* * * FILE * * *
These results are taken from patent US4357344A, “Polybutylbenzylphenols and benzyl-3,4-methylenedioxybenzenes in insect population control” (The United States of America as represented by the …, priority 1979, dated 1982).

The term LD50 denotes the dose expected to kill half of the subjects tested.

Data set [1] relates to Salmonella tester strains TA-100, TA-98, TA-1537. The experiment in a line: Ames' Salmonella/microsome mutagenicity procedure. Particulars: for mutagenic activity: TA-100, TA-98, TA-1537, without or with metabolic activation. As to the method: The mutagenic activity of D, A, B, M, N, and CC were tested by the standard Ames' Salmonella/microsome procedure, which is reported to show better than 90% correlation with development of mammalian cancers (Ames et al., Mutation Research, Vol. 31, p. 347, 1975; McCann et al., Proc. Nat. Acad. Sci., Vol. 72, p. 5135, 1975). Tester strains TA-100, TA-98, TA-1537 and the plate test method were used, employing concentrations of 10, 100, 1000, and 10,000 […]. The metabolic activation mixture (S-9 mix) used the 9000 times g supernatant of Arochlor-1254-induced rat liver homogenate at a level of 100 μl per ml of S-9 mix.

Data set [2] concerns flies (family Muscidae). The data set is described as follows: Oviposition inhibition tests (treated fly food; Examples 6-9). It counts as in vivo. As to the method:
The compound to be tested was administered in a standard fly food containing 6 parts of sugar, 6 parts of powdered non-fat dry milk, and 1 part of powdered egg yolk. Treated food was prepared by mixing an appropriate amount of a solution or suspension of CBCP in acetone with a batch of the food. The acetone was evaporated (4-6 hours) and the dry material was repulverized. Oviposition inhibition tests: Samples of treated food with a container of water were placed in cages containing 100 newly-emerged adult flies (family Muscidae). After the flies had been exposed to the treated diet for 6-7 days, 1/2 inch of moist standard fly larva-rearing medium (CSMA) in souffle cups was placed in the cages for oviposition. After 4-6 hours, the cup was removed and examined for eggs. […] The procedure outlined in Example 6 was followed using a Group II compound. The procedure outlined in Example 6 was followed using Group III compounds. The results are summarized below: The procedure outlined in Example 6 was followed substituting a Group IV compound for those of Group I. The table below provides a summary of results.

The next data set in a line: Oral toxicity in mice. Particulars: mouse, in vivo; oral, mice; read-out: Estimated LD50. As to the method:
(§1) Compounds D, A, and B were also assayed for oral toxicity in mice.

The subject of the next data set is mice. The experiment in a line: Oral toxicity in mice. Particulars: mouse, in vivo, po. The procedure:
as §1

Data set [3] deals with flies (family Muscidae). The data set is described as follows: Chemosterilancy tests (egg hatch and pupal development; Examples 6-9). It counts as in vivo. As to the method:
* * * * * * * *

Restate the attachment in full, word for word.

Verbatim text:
These results are taken from patent US4357344A, “Polybutylbenzylphenols and benzyl-3,4-methylenedioxybenzenes in insect population control” (The United States of America as represented by the …, priority 1979, dated 1982).

The term LD50 denotes the dose expected to kill half of the subjects tested.

Data set [1] relates to Salmonella tester strains TA-100, TA-98, TA-1537. The experiment in a line: Ames' Salmonella/microsome mutagenicity procedure. Particulars: for mutagenic activity: TA-100, TA-98, TA-1537, without or with metabolic activation. As to the method: The mutagenic activity of D, A, B, M, N, and CC were tested by the standard Ames' Salmonella/microsome procedure, which is reported to show better than 90% correlation with development of mammalian cancers (Ames et al., Mutation Research, Vol. 31, p. 347, 1975; McCann et al., Proc. Nat. Acad. Sci., Vol. 72, p. 5135, 1975). Tester strains TA-100, TA-98, TA-1537 and the plate test method were used, employing concentrations of 10, 100, 1000, and 10,000 […]. The metabolic activation mixture (S-9 mix) used the 9000 times g supernatant of Arochlor-1254-induced rat liver homogenate at a level of 100 μl per ml of S-9 mix.

Data set [2] concerns flies (family Muscidae). The data set is described as follows: Oviposition inhibition tests (treated fly food; Examples 6-9). It counts as in vivo. As to the method:
The compound to be tested was administered in a standard fly food containing 6 parts of sugar, 6 parts of powdered non-fat dry milk, and 1 part of powdered egg yolk. Treated food was prepared by mixing an appropriate amount of a solution or suspension of CBCP in acetone with a batch of the food. The acetone was evaporated (4-6 hours) and the dry material was repulverized. Oviposition inhibition tests: Samples of treated food with a container of water were placed in cages containing 100 newly-emerged adult flies (family Muscidae). After the flies had been exposed to the treated diet for 6-7 days, 1/2 inch of moist standard fly larva-rearing medium (CSMA) in souffle cups was placed in the cages for oviposition. After 4-6 hours, the cup was removed and examined for eggs. […] The procedure outlined in Example 6 was followed using a Group II compound. The procedure outlined in Example 6 was followed using Group III compounds. The results are summarized below: The procedure outlined in Example 6 was followed substituting a Group IV compound for those of Group I. The table below provides a summary of results.

The next data set in a line: Oral toxicity in mice. Particulars: mouse, in vivo; oral, mice; read-out: Estimated LD50. As to the method:
(§1) Compounds D, A, and B were also assayed for oral toxicity in mice.

The subject of the next data set is mice. The experiment in a line: Oral toxicity in mice. Particulars: mouse, in vivo, po. The procedure:
as §1

Data set [3] deals with flies (family Muscidae). The data set is described as follows: Chemosterilancy tests (egg hatch and pupal development; Examples 6-9). It counts as in vivo. As to the method: